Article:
Emma Thomas "Ruth" Pitter (7 November 1897 – 29 February 1992) was a 20th-century British poet.
She was the first woman to receive the Queen's Gold Medal for Poetry in 1955, and was appointed a CBE in 1979 to honour her many contributions to English literature.
In 1974, she was named a "Companion of Literature", the highest honour given by the Royal Society of Literature.
Pitter was born in Ilford. She was employed at the War Office from 1915 to 1917, later working as a painter at a furniture company in Suffolk, Walberswick Peasant Pottery Co., where she remained until 1930. In Suffolk, she befriended Richard and Ida Blair at Southwold, the parents of George Orwell, and later helped Orwell find lodgings in London in 1927, taking a vague interest in his writing, of which she was generally critical.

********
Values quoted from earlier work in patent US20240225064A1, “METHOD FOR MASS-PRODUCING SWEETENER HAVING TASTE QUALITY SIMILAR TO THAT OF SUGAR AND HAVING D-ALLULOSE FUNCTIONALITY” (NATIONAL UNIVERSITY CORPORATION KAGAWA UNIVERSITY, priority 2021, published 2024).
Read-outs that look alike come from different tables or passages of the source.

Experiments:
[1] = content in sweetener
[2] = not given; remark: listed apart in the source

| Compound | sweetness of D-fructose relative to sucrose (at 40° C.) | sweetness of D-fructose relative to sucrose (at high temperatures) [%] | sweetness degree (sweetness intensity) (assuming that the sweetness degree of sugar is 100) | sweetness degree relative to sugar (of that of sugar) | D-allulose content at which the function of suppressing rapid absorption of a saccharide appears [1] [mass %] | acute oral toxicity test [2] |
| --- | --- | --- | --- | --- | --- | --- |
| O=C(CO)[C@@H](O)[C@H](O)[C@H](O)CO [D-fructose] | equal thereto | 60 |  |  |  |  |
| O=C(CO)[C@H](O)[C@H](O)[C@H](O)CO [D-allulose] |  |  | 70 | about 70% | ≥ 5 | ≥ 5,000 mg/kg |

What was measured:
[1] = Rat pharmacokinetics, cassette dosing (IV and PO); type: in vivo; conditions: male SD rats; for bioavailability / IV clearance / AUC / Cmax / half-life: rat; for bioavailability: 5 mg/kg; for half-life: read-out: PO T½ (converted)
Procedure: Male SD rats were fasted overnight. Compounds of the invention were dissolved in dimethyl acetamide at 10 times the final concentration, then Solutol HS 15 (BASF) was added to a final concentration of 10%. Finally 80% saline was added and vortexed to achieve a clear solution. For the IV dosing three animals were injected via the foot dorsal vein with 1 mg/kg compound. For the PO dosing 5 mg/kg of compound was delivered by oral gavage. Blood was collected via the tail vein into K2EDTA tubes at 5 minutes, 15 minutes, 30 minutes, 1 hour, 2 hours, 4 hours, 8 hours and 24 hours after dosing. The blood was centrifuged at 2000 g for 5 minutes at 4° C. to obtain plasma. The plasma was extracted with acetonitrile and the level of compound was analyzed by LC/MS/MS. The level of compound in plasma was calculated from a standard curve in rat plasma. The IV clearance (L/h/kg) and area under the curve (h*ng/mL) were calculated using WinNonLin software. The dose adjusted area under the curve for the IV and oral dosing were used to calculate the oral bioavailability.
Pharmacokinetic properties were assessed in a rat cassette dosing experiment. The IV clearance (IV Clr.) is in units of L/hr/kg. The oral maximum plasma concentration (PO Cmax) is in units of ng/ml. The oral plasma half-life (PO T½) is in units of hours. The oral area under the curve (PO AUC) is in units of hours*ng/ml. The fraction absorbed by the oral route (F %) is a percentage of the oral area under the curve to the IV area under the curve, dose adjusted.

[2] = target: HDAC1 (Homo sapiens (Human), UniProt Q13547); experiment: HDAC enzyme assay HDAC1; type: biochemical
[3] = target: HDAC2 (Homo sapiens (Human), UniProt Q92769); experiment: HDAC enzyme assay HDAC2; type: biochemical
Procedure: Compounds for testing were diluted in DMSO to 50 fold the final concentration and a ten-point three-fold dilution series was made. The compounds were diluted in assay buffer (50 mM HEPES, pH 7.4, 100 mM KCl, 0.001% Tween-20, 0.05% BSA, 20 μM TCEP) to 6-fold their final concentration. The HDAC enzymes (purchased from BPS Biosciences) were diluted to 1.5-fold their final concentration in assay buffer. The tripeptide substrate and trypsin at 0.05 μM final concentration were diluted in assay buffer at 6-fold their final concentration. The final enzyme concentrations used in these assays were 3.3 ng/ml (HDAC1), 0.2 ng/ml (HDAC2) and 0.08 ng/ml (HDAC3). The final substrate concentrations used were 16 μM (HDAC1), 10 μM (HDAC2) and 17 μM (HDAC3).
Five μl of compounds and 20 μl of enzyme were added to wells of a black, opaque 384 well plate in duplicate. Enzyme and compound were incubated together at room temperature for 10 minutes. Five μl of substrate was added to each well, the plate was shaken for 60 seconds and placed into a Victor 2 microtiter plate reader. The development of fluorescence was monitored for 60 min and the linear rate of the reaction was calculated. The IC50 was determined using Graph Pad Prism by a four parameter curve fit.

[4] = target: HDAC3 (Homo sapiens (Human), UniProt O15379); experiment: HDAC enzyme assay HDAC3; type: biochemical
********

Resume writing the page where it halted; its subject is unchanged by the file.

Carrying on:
Later, Pitter and her lifelong good friend, Kathleen O'Hara, operated Deane and Forester, a small firm that specialized in decorative, painted furniture. The business closed when World War II began. Pitter took work in a factory. After the war, she and O'Hara opened a small business painting trays. Pitter was skilful at the flower-painting used in both furniture and tray decorating.
From 1946 to 1972, she was often a guest on BBC radio programs, and from 1956 to 1960, she appeared regularly on the BBC's The Brains Trust, one of the first television talk programmes.
Pitter began writing poetry early in life under the influence of her parents, George and Louisa (Murrell) Pitter, both primary schoolteachers. In 1920, she published her first book of poetry with the help of Hilaire Belloc. Despite her business and factory work, Pitter managed to spend a few hours a day writing poetry.
She went on to publish 18 volumes of new and collected verse over a 70-year career as a published poet. Many of her volumes met with some critical and financial success.
She received the Hawthornden Prize in 1937 for A Trophy of Arms, published the previous year. In 1954 she won the William E. Heinemann Award for her book, Ermine (1953).